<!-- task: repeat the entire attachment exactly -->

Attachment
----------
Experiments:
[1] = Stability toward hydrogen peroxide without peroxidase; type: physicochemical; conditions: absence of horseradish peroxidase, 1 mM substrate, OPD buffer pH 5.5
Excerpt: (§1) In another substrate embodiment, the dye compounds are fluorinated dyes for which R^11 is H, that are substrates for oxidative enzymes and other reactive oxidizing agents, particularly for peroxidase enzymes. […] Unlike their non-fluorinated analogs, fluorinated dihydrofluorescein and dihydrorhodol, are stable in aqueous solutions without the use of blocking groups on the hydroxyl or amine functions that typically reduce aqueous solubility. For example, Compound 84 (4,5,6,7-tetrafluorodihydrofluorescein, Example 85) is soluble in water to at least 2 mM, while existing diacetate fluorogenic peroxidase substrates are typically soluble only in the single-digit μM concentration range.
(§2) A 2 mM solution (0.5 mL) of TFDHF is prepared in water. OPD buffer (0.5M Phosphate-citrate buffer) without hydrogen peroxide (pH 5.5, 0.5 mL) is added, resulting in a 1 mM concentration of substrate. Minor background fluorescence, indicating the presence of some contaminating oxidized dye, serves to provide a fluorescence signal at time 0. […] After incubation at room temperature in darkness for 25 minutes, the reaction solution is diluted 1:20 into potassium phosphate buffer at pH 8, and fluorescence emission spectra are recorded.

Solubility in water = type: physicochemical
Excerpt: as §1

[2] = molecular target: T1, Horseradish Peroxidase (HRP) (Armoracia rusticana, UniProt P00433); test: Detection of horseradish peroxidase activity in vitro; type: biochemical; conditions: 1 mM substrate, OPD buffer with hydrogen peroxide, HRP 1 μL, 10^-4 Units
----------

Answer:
Experiments:
[1] = Stability toward hydrogen peroxide without peroxidase; type: physicochemical; conditions: absence of horseradish peroxidase, 1 mM substrate, OPD buffer pH 5.5
Excerpt: (§1) In another substrate embodiment, the dye compounds are fluorinated dyes for which R^11 is H, that are substrates for oxidative enzymes and other reactive oxidizing agents, particularly for peroxidase enzymes. […] Unlike their non-fluorinated analogs, fluorinated dihydrofluorescein and dihydrorhodol, are stable in aqueous solutions without the use of blocking groups on the hydroxyl or amine functions that typically reduce aqueous solubility. For example, Compound 84 (4,5,6,7-tetrafluorodihydrofluorescein, Example 85) is soluble in water to at least 2 mM, while existing diacetate fluorogenic peroxidase substrates are typically soluble only in the single-digit μM concentration range.
(§2) A 2 mM solution (0.5 mL) of TFDHF is prepared in water. OPD buffer (0.5M Phosphate-citrate buffer) without hydrogen peroxide (pH 5.5, 0.5 mL) is added, resulting in a 1 mM concentration of substrate. Minor background fluorescence, indicating the presence of some contaminating oxidized dye, serves to provide a fluorescence signal at time 0. […] After incubation at room temperature in darkness for 25 minutes, the reaction solution is diluted 1:20 into potassium phosphate buffer at pH 8, and fluorescence emission spectra are recorded.

Solubility in water = type: physicochemical
Excerpt: as §1

[2] = molecular target: T1, Horseradish Peroxidase (HRP) (Armoracia rusticana, UniProt P00433); test: Detection of horseradish peroxidase activity in vitro; type: biochemical; conditions: 1 mM substrate, OPD buffer with hydrogen peroxide, HRP 1 μL, 10^-4 Units